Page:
Re:Europe (2)

fredrated (639554) | about 7 months ago | (#44963581)

I read the side-to-side swing patent, but that's just a method of swinging. How can you patent that? Can you sue me for how I use a swing? or how I walk, if you patented that?

Re:Europe (1)

gstoddart (321705) | about 7 months ago | (#44963607)

Can you sue me for how I use a swing? or how I walk, if you patented that?

If you hold a patent that hasn't been invalidated by a court, then likely yes.

Now, as to how you could possibly patent a comb-over or swinging sideways ... well, that's a fascinating question.

Re:Europe (1)

ShoulderOfOrion (646118) | about 7 months ago | (#44967521)

No. You, as an individual, are free to use a patented idea for your own personal use any way you see fit. However, you're not allowed to sell or distribute to anyone else anything based on that patented concept until the patent expires. On the other hand, if someone were able to copyright the act of swinging sideways you, as an individual, could be enjoined from swinging sideways. That's in the U.S. Don't know about other countries.

Re:Europe (1)

steelfood (895457) | about 7 months ago | (#44965009)

"Too Obfuscatory" (yes, I had to look that form up) should be a reason for rejecting a patent. That way, patent examiners can just take a look at it, and if they cannot figure out what the hell is going on or come up with a clear picture of the patented object in question on first read, they can reject it outright without wasting more time on it.

Re:Europe (4, Interesting)

arth1 (260657) | about 7 months ago | (#44963651)

In fact, overall the US patent office doesn't do "due diligence" on almost anything anymore.

What do you mean "anymore"? They didn't before either, which is why unscrupulous people like Edison could trawl for European and Russian inventions, and then patent them in the US.
(And then have the public believe these patent trolls were inventors, but that's a different side of the story.)

Re:Europe (0)

Anonymous Coward | about 7 months ago | (#44963967)

The funny thing is that this would not be an issue had Apple been a German company. If BMW had a feature demonstrated on a car before it was patented, the German court would uphold it. Apple, being a US company (and thus the target of anti-US sentiment) is an easy target.

What we are seeing is just simple political grandstanding by a judge trying to ride the current tides of popular favor for a career boost.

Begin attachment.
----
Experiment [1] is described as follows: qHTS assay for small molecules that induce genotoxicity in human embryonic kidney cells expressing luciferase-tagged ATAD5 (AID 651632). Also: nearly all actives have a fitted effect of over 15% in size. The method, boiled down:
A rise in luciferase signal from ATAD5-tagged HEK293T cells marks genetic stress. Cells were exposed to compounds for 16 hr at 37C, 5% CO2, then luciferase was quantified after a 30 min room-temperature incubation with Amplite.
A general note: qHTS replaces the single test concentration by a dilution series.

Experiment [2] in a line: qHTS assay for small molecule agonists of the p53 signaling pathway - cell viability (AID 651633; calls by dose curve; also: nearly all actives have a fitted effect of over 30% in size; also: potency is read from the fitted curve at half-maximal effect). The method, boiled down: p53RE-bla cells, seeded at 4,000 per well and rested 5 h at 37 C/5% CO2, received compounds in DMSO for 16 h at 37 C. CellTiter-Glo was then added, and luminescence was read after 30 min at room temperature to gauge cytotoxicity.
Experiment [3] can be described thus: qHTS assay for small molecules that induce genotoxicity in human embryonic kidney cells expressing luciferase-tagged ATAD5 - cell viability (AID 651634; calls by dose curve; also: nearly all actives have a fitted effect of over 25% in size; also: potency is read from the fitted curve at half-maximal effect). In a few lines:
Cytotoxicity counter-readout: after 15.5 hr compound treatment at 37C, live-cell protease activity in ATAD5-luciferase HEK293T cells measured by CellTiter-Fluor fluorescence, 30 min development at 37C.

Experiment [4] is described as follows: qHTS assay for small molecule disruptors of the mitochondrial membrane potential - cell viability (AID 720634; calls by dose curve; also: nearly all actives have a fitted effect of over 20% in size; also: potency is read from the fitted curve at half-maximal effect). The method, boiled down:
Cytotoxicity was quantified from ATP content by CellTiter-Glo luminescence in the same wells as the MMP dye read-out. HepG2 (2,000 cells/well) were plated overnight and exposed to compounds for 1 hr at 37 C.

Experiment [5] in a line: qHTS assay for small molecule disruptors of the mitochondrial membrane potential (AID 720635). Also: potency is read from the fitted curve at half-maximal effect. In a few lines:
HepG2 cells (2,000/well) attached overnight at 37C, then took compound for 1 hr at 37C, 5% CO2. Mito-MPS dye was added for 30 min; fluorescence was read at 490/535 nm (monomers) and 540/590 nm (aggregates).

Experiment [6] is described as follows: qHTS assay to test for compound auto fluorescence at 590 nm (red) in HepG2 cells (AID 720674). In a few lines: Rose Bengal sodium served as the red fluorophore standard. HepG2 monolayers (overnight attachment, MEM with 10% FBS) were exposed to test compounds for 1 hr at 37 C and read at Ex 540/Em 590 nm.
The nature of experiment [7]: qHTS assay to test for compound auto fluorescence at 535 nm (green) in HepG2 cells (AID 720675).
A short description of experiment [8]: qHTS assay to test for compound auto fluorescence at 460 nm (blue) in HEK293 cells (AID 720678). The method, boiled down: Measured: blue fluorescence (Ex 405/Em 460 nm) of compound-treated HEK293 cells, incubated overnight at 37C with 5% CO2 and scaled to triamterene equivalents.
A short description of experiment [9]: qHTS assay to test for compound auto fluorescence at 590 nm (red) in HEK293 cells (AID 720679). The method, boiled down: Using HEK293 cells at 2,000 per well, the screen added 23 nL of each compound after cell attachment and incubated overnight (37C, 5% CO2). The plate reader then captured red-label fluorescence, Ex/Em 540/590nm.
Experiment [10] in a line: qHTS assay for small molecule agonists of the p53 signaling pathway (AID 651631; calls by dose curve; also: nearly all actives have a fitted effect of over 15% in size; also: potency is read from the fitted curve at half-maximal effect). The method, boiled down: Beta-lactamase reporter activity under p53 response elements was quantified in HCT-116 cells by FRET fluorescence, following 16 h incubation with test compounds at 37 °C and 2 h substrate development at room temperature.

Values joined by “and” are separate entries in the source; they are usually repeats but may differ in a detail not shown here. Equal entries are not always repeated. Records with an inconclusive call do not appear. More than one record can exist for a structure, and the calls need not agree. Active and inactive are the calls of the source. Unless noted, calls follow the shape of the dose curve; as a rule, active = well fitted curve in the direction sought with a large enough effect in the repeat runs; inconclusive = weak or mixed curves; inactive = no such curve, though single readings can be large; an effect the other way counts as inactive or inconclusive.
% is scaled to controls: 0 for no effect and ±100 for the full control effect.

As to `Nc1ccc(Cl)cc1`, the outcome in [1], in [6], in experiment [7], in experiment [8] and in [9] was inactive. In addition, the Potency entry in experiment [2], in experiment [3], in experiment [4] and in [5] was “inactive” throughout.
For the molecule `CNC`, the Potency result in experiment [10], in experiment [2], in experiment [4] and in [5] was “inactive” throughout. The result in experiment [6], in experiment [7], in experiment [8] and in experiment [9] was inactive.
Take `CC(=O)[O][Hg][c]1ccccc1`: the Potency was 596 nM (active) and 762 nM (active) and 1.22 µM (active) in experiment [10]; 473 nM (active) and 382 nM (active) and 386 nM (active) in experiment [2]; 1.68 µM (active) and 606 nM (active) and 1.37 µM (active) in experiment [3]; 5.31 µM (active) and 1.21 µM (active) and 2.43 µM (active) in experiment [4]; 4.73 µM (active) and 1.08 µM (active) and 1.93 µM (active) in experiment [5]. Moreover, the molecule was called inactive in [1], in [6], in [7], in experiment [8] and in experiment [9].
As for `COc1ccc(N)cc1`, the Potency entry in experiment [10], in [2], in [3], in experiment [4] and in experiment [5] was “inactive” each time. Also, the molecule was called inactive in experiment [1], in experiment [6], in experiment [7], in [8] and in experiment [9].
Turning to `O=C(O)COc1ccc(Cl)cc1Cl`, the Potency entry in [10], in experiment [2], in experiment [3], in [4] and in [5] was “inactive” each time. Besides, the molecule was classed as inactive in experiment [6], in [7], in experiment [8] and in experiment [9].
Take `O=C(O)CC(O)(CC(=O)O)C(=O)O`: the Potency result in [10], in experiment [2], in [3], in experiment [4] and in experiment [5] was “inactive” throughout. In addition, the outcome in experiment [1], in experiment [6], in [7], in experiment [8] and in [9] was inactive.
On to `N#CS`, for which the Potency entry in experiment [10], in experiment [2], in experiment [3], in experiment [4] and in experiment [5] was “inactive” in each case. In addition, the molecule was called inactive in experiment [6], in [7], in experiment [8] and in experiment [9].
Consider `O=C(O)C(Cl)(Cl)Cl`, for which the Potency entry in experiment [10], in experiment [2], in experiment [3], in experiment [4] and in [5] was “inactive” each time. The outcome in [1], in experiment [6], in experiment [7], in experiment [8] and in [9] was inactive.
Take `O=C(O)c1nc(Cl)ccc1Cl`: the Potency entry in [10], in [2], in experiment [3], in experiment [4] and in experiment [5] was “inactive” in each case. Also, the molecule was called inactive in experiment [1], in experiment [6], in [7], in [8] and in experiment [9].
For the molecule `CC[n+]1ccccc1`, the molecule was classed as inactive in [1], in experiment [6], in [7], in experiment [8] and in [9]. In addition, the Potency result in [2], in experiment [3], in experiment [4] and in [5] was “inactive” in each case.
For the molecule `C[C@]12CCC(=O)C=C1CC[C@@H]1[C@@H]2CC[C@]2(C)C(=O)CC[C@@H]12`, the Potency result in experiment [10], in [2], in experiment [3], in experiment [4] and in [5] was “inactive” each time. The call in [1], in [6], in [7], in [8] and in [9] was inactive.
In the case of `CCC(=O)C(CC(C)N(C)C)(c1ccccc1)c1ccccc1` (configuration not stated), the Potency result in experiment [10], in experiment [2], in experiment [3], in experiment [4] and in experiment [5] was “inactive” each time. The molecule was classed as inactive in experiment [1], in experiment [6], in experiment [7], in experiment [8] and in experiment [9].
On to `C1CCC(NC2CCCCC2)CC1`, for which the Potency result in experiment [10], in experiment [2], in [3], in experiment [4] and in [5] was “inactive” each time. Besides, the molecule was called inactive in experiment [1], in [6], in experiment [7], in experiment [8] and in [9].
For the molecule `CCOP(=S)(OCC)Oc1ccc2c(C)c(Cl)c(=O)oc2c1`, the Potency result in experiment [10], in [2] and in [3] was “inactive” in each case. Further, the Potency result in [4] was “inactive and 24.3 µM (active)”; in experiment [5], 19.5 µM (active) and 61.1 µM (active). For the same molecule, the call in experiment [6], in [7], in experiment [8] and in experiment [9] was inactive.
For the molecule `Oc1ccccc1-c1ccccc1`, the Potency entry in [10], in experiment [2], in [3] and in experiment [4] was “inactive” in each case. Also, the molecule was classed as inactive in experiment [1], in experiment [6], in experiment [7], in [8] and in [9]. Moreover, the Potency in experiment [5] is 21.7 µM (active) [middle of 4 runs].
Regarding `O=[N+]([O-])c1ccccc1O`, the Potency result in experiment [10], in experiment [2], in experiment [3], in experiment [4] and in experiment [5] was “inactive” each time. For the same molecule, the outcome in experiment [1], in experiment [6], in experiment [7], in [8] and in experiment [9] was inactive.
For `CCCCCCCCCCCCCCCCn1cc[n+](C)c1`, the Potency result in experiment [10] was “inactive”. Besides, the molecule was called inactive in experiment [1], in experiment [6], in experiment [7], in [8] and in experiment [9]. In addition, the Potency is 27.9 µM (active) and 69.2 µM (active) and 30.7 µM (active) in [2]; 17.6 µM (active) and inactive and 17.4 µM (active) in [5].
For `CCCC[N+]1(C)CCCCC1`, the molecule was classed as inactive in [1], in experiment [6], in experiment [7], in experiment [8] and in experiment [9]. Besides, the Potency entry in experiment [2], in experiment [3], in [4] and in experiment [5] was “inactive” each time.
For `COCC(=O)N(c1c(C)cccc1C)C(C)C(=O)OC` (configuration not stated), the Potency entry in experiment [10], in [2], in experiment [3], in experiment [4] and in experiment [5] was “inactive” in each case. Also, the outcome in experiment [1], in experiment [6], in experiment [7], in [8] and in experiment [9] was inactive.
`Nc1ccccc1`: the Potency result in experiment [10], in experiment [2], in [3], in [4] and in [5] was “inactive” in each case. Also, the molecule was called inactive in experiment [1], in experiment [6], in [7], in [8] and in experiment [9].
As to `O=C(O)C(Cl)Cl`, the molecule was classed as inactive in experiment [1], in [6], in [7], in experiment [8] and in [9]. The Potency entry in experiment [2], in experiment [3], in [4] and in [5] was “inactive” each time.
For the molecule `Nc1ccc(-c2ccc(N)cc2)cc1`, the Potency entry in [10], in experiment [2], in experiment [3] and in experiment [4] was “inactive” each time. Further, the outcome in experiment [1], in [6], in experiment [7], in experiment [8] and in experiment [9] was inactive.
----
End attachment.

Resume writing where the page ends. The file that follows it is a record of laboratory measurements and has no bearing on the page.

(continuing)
Re:Europe (2)

moronoxyd (1000371) | about 7 months ago | (#44964191)

The funny thing is that this would not be an issue had Apple been a German company. If BMW had a feature demonstrated on a car before it was patented, the German court would uphold it. Apple, being a US company (and thus the target of anti-US sentiment) is an easy target.

Do you have prove for this claim?
Just because in the US you do things this way (Apple vs. Samsung, Apple vs. HTC) doesn't mean that others do as well.

You should know that we Germans are sticklers for rules.

Oh, and this myth of rampart anti-US sentiments in Germany isn't really true, either.

Re:Europe (4, Insightful)

Moryath (553296) | about 7 months ago | (#44964225)

Oh, and this myth of rampart anti-US sentiments in Germany isn't really true, either.

Though the US seems to be working very hard to make sure that anti-US sentiment round the globe in general remains high. :(

Re:Europe (0)

Anonymous Coward | about 7 months ago | (#44964487)

Of course, Germans are sticklers for rules, when it benefits them. Were Mercedes in the same exact place, perhaps showing off a photo gallery in an upcoming vehicle, the judge would have definitely upheld their patent claim. Especially if the other party were not a EU based firm.

As for the anti-US sentiment, please, go ahead, explain the many, many gasthaus/cafe/pub/restaurant entrance doors all across Germany (not to mention Europe proper) with the "Americans not welcome, go home so you can be monitored by your own country," or some snide crack like that.

Re:Europe (0)

Anonymous Coward | about 7 months ago | (#44965183)

Posting AC. Feel free to moderate to oblivion due to being waay off topic.